The practice of offering bounties for finding and reporting exploitable flaws in code continues to pay dividends for financial institutions and now financial technology companies. The article brings to attention the recent example of one of these flaws with payment service provider PayPal.
The way this exploit works is by sending emails with malicious code through an existing PayPal account. Sending an email to a different PayPal user requires users to fill in a name – usually first and last name – but it turned out that entry field could be filled with random code, including malicious scripts.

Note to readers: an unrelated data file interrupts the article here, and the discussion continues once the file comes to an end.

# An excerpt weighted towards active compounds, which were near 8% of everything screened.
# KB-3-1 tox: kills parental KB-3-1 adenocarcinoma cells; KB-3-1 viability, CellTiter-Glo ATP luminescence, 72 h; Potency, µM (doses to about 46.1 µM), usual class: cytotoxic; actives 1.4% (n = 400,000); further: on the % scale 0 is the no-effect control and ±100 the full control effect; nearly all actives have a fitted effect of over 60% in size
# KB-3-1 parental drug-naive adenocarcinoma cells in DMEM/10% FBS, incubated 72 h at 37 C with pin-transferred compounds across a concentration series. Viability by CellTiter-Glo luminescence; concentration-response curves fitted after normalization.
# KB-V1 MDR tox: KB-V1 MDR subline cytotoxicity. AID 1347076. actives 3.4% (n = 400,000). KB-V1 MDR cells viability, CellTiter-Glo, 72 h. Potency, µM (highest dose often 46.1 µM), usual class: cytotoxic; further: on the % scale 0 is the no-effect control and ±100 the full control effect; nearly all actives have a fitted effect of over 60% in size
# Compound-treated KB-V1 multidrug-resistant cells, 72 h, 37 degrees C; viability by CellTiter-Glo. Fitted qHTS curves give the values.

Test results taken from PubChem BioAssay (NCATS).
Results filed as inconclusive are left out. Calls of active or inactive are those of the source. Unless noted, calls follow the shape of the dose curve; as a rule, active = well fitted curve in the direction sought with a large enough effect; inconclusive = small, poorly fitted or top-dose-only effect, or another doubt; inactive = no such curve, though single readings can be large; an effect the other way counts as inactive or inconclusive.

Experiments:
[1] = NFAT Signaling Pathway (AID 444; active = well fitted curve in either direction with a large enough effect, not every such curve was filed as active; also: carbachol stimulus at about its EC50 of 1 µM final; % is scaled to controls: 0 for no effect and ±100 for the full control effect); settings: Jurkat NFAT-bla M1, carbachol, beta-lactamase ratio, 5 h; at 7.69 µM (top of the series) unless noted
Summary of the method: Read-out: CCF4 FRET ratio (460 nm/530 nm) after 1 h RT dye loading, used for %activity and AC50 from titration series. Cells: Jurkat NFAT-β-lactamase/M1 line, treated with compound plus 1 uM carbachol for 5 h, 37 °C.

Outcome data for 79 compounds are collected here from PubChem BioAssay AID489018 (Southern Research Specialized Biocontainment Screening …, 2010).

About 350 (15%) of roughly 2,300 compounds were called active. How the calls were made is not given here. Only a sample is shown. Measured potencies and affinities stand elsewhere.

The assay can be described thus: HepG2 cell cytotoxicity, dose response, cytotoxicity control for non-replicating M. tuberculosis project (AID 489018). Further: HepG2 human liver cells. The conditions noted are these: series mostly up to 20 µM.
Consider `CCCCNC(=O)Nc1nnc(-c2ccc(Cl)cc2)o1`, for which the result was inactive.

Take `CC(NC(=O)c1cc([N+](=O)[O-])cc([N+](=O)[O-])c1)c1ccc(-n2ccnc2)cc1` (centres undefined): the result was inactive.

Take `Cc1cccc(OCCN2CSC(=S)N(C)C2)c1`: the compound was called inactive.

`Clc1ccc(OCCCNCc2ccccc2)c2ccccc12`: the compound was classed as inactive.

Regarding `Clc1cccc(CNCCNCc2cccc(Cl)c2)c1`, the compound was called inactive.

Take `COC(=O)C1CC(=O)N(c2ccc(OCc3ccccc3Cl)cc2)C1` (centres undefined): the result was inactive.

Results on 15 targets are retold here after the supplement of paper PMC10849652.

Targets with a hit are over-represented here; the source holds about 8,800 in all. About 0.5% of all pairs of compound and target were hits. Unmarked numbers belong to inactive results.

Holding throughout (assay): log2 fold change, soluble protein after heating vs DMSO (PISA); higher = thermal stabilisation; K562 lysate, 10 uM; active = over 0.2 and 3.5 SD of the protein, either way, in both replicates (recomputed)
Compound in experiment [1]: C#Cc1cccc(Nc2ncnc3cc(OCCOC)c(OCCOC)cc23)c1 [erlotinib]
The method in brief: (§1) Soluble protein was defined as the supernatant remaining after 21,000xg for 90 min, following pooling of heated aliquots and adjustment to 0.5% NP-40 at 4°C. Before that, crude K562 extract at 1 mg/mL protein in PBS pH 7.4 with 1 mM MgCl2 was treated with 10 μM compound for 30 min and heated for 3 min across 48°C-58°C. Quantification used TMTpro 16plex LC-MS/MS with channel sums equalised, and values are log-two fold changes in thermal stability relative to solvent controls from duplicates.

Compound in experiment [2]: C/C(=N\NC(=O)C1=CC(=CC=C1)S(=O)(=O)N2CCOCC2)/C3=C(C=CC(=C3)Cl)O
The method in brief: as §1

In relating the finding and subsequent report of the flawed code the author demonstrates how even well-known payment systems are subject to attack from “blackhats”, and how the efforts of “whitehats” are identifying holes in the defenses. That said, the author then makes a leap to conclude that the flaws in PayPal’s email confirmation system demonstrate the inferiority of a centralized record keeping system to a distributed ledger system such as Bitcoin.
While the repetitive verification built into the Bitcoin blockchain does indeed guard against rewriting the ledger and thereby secures acknowledged ownership of Bitcoin asset, the communication aspect of Bitcoin Wallet providers do not benefit from any additional security by right of partaking in the Bitcoin blockchain.
Mercator Advisory Group recognizes the particular strengths that Bitcoin blockchain affords, but impervious email messaging cannot be counted as one.
Overview by Joseph Walent, Senior Analyst, Emerging Technology Advisory Service at Mercator Advisory Group
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